Since different languages have different definitions for an expression and a statement, what is the difference between them in Dart?

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I'm still new to Dart but with previous knowledge (and reading dart language tour):

  • Expressions usually evaluate to something, for example when using conditional expression, condition ? expr1 : expr2 has a value of expr1 or expr2.
  • Statements have no value or usually do nothing to change values directly.

A statement contains expressions, but an expression can’t contain a statement.

Above is my explanation of bullet point I tried to simplify for you, found when reading language tour on category important concepts that goes like this:

Dart has both expressions (which have runtime values) and statements (which don’t). For example, the conditional expression condition ? expr1 : expr2 has a value of expr1 or expr2. Compare that to an if-else statement, which has no value. A statement often contains one or more expressions, but an expression can’t directly contain a statement.

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From Wikipedia:

In mathematics, an expression or mathematical expression is a finite combination of symbols that is well-formed according to rules that depend on the context. Mathematical symbols can designate numbers (constants), variables, operations, functions, brackets, punctuation, and grouping to help determine order of operations, and other aspects of logical syntax.

The same thing in Dart.

Statement in this case can be desribed as a combination of expressions and possible other symbols that required for correct notation of concrete statement.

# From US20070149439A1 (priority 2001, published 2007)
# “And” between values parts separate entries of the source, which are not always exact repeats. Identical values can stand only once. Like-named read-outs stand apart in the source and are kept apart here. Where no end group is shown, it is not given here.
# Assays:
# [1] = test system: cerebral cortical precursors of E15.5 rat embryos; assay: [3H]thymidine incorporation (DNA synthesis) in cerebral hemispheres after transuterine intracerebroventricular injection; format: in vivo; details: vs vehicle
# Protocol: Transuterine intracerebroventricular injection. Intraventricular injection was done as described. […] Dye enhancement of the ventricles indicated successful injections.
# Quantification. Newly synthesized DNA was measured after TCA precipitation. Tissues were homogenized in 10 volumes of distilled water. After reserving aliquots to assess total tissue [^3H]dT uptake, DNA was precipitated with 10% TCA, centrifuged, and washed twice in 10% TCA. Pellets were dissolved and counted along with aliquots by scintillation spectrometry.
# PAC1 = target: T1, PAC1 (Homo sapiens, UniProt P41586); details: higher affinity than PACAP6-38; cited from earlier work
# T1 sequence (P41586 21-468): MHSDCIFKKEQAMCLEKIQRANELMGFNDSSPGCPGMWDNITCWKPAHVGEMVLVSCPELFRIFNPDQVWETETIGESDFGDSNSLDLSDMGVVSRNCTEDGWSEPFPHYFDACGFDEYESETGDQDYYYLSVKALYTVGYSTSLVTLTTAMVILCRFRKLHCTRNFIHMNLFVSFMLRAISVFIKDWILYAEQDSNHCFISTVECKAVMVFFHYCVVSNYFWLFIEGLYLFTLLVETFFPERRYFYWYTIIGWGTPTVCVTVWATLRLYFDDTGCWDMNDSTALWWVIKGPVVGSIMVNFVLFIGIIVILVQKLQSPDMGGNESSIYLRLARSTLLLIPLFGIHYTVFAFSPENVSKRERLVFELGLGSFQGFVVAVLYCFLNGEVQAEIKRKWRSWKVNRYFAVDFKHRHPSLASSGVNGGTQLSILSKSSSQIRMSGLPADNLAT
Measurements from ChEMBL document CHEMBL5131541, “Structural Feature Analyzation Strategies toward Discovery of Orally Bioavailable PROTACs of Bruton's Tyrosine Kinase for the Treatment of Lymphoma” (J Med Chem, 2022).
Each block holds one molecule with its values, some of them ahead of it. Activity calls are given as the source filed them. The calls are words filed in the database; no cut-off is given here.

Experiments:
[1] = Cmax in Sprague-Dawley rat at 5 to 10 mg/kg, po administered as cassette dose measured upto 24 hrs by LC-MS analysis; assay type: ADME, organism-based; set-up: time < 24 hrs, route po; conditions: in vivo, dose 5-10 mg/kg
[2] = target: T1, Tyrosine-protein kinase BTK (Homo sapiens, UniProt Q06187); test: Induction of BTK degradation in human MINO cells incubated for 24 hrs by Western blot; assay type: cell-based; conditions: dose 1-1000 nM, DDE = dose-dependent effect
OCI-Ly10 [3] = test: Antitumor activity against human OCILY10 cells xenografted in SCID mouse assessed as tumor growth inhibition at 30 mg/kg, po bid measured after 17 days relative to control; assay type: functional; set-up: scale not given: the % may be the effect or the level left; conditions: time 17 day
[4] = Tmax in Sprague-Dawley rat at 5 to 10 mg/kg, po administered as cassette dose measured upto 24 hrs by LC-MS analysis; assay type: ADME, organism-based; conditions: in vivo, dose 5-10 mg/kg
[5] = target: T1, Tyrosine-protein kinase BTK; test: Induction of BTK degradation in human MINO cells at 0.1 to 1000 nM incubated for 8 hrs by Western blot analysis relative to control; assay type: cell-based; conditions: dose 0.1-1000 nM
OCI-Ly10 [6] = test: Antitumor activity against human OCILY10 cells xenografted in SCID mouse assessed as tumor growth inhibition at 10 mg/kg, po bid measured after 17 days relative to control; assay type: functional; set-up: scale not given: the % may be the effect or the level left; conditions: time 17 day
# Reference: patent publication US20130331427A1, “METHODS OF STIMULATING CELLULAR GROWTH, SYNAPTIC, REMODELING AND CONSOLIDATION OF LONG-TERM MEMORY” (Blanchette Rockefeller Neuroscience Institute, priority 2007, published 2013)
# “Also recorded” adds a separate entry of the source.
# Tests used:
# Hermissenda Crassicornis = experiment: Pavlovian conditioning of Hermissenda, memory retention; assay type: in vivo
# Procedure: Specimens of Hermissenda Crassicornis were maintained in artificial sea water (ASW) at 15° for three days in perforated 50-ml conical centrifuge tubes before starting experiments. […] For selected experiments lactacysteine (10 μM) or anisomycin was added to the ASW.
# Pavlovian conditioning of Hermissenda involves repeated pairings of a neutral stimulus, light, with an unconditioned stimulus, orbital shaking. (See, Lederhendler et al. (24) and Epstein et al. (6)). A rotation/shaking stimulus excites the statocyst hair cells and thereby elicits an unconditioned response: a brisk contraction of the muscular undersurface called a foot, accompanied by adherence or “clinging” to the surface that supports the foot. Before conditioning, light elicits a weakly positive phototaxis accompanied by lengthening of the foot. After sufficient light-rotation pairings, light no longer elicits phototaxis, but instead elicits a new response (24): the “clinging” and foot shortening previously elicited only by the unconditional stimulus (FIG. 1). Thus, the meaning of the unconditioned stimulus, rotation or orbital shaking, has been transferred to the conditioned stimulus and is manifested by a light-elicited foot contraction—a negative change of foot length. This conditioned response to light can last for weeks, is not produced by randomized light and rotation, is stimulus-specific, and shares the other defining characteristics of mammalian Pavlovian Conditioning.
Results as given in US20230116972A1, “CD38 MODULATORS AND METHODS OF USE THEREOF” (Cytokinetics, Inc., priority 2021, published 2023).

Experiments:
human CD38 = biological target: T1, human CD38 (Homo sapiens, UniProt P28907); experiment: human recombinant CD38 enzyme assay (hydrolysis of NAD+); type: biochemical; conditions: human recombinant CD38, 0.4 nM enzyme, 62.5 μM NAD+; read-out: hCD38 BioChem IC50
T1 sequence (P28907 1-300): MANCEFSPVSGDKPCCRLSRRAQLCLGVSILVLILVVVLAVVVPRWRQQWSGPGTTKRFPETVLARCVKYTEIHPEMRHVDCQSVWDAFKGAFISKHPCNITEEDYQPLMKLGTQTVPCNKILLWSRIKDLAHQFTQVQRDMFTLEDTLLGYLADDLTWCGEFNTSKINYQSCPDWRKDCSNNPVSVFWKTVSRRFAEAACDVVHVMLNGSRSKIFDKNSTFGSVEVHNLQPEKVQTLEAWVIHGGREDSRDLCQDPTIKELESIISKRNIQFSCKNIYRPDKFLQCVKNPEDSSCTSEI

In Dart, the statement can be empty which means that statement does not contains any expressions. Empty statement can be stated by well-formed notation or determined by context.

Example (in pseudo code) of if-else statement.

if (expression) { statement(s) } else { statement(s) }

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Short answer

Expressions are values, and statements do things.


This makes more sense if you can see examples.


An expression has a value at runtime.

  • 42
  • true
  • hello
  • 1 + 1
  • x
  • myObject
  • myInt + 1
  • k++
  • p > 0
  • condition ? expr1 : expr2
  • 'hello'.toUpperCase()
  • myObject.toString()
  • myObject.someMethod()
  • myObject?.someProperty?.someMethod()
  • myString.isEmpty
  • [1, 2, 3]
  • [...list1]
  • <String, String>{...a, ...b}


A statement does something and in itself doesn't have a value at runtime. Statements are not expressions, but they can contain expressions.

  • myInt = 1;
  • print('hello');
  • return null;
  • if (name != null) { return name; } else { return 'Guest'; }
  • for (var i = 0; i < 5; i++) { message.write('!'); }
  • break;
  • while (!isDone()) { doSomething(); }
  • yield k++;
  • assert(text != null);
  • throw FormatException('Expected at least 1 section');
  • void distanceTo(Point other) => throw UnimplementedError();

Note: Most of the examples here came by searching the documentation for the keywords expression and statement.

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